Philippines’ Central Bank Senior Official Questions Fintechs’ Ability to Boost Financial Inclusion

Philippines’ Central Bank Senior Official Questions Fintechs’ Ability to Boost Financial Inclusion

by February 19, 2020

A Bangko Sentral ng Pilipinas (BSP) official has raised the need to check on whether financial technology (fintech) firms can indeed boost financial inclusion in the Philippines, citing the large number of Filipinos who remain unbanked.

In her speech during the media launch of the “Fintech for Impact” partnership program between ING Bank, N.V. and the United Nations Children’s Fund (Unicef) in Makati City Wednesday, Bangko Sentral ng Pilipinas (BSP) Center for Learning and Inclusion Advocacy Managing Director, Pia Bernadette Roman-Tayag, said fintechs have continuously presented innovative financial services solutions using the latest technology.

Roman-Tayag said people can now easily hail a cab, order food and deposit checks, among others, using their smart phones.

Pia Bernadette Roman-Tayag

Pia Bernadette Roman-Tayag

She, however, noted that while these digital solutions are helping people in their everyday lives, there is a need to

“look past the hype and constantly discern whether these fintechs have the real potential to solve financial inclusion problems and the real pain points that lead to inclusion.”

Roman-Tayag cited that while Filipinos are known worldwide for their usage of smart phones, more than two-third of adult Filipinos is still not part of the formal financial system.

“More Filipinos may now have mobile phones but that doesn’t mean they have access to affordable, safe, and convenient financial services in their pockets. They remain financially excluded, missing out on welfare-enhancing benefits of these products and services,”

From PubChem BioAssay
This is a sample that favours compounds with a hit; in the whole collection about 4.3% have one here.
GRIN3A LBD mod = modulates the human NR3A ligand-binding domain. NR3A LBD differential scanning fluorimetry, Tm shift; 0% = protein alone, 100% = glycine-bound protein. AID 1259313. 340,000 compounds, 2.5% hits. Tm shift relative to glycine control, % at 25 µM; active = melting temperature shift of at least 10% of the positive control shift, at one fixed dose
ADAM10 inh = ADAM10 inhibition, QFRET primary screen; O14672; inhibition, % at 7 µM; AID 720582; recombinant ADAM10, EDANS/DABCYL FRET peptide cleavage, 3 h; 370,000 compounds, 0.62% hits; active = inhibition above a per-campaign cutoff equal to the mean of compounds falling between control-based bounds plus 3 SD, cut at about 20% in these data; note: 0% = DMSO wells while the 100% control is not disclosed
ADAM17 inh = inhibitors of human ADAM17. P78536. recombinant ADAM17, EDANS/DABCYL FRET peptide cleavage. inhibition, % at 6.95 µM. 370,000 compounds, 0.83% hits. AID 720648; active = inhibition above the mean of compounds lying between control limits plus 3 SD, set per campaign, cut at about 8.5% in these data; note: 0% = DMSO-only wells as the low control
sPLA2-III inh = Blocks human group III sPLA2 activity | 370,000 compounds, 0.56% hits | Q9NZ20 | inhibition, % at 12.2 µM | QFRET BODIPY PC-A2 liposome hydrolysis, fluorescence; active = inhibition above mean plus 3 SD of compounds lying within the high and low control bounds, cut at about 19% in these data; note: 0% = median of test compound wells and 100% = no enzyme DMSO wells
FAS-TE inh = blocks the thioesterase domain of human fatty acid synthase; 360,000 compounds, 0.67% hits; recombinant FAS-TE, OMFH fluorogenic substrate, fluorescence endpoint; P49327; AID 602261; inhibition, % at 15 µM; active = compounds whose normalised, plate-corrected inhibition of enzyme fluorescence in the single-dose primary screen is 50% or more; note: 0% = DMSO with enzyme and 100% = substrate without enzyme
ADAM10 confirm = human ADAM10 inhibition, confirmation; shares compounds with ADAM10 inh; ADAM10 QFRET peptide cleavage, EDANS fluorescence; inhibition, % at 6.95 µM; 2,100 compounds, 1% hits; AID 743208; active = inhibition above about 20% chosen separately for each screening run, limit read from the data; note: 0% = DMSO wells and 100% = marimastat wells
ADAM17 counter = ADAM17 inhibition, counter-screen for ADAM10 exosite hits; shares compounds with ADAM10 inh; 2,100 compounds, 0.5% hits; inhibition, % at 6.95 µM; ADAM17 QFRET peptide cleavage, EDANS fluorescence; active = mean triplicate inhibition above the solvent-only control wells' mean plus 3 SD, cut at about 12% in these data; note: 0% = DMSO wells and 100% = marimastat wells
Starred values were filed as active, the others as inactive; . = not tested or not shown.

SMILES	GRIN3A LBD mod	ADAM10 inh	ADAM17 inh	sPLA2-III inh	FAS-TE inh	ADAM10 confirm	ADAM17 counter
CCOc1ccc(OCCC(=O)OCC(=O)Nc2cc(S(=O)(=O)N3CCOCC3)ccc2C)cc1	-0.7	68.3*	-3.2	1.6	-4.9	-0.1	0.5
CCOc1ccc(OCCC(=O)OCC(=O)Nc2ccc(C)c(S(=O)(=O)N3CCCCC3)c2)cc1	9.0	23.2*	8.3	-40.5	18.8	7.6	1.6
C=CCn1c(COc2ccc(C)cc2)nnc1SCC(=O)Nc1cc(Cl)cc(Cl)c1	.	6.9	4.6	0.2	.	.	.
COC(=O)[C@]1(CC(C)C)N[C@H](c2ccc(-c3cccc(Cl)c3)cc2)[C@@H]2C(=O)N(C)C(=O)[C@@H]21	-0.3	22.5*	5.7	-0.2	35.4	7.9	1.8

she said.

ING Philippines N.V. Country Head Hans Sicat, during the same event, said there is a need to support fintechs vis-à-vis their ability to allow their ideas to be discussed and be part of the ecosystem.

Hans Sicat

Hans Sicat

In terms of government policies, he said, “less regulation is better” for now to allow the fintechs to freely present their concepts first but these firms should also be “mindful and sensitive” to the issues.

“I don’t know much about the direction of regulation right now but I would say that in respect of fintechs, I think, you would rather not regulate ideas as they come out right now. And I think a free market of ideas is the best way to get the young entrepreneurs and young ideas brought up into the fore,”

he added.


Featured image credit: (L-R) Hans B. Sicat, Country Manager, ING Philippines; Pia Bernadette Roman Tayag, Managing Director, Center for Learning and Inclusion Advocacy, Bangko Sentral ng Pilipinas; Atty. Ani Saguisag, Chief of Social Policy, UNICEF Philippines; and Terra Weikel, Fintech Investment Coordinator, UNICEF Office of Innovation